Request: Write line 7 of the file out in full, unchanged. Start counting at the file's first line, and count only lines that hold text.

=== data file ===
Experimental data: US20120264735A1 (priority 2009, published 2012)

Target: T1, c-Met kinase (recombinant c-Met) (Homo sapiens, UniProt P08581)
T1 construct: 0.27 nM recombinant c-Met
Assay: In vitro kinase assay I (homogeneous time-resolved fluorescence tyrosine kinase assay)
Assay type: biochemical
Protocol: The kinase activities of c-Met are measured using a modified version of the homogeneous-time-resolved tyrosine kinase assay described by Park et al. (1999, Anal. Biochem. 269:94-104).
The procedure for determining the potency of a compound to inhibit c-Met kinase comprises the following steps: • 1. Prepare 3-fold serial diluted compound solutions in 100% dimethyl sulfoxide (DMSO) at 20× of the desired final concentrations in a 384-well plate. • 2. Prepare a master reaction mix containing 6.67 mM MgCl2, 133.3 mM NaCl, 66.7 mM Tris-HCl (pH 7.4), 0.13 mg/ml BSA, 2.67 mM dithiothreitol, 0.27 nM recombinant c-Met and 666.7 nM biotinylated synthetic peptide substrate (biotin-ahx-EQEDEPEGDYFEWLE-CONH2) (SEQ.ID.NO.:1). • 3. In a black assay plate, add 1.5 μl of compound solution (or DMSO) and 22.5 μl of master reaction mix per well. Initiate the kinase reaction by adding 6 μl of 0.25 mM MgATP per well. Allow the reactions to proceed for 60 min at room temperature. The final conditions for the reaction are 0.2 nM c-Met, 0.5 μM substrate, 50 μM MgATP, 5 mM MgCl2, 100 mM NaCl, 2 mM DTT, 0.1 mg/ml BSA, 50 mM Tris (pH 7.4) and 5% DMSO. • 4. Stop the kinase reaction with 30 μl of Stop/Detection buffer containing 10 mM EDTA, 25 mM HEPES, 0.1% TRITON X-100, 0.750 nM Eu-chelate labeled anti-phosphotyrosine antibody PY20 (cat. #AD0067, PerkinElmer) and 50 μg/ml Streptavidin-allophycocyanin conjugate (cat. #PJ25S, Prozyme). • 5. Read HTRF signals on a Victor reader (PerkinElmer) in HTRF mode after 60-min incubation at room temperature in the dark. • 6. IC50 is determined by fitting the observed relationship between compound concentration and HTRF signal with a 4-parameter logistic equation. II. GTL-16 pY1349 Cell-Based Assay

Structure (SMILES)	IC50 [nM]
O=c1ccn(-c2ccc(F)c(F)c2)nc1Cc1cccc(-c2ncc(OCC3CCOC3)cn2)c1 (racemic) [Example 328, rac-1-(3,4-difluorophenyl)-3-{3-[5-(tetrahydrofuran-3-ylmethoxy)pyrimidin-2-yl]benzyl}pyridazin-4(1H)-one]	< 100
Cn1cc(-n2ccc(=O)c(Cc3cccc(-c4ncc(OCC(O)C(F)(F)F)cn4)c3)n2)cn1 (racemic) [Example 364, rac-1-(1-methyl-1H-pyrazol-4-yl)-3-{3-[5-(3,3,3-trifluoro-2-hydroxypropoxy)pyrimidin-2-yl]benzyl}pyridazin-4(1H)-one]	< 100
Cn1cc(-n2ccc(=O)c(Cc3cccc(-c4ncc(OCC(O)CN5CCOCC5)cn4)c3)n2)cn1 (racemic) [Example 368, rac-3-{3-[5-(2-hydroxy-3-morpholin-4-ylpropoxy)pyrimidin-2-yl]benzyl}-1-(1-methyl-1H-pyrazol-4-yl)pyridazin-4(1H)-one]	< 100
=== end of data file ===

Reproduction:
The procedure for determining the potency of a compound to inhibit c-Met kinase comprises the following steps: • 1. Prepare 3-fold serial diluted compound solutions in 100% dimethyl sulfoxide (DMSO) at 20× of the desired final concentrations in a 384-well plate. • 2. Prepare a master reaction mix containing 6.67 mM MgCl2, 133.3 mM NaCl, 66.7 mM Tris-HCl (pH 7.4), 0.13 mg/ml BSA, 2.67 mM dithiothreitol, 0.27 nM recombinant c-Met and 666.7 nM biotinylated synthetic peptide substrate (biotin-ahx-EQEDEPEGDYFEWLE-CONH2) (SEQ.ID.NO.:1). • 3. In a black assay plate, add 1.5 μl of compound solution (or DMSO) and 22.5 μl of master reaction mix per well. Initiate the kinase reaction by adding 6 μl of 0.25 mM MgATP per well. Allow the reactions to proceed for 60 min at room temperature. The final conditions for the reaction are 0.2 nM c-Met, 0.5 μM substrate, 50 μM MgATP, 5 mM MgCl2, 100 mM NaCl, 2 mM DTT, 0.1 mg/ml BSA, 50 mM Tris (pH 7.4) and 5% DMSO. • 4. Stop the kinase reaction with 30 μl of Stop/Detection buffer containing 10 mM EDTA, 25 mM HEPES, 0.1% TRITON X-100, 0.750 nM Eu-chelate labeled anti-phosphotyrosine antibody PY20 (cat. #AD0067, PerkinElmer) and 50 μg/ml Streptavidin-allophycocyanin conjugate (cat. #PJ25S, Prozyme). • 5. Read HTRF signals on a Victor reader (PerkinElmer) in HTRF mode after 60-min incubation at room temperature in the dark. • 6. IC50 is determined by fitting the observed relationship between compound concentration and HTRF signal with a 4-parameter logistic equation. II. GTL-16 pY1349 Cell-Based Assay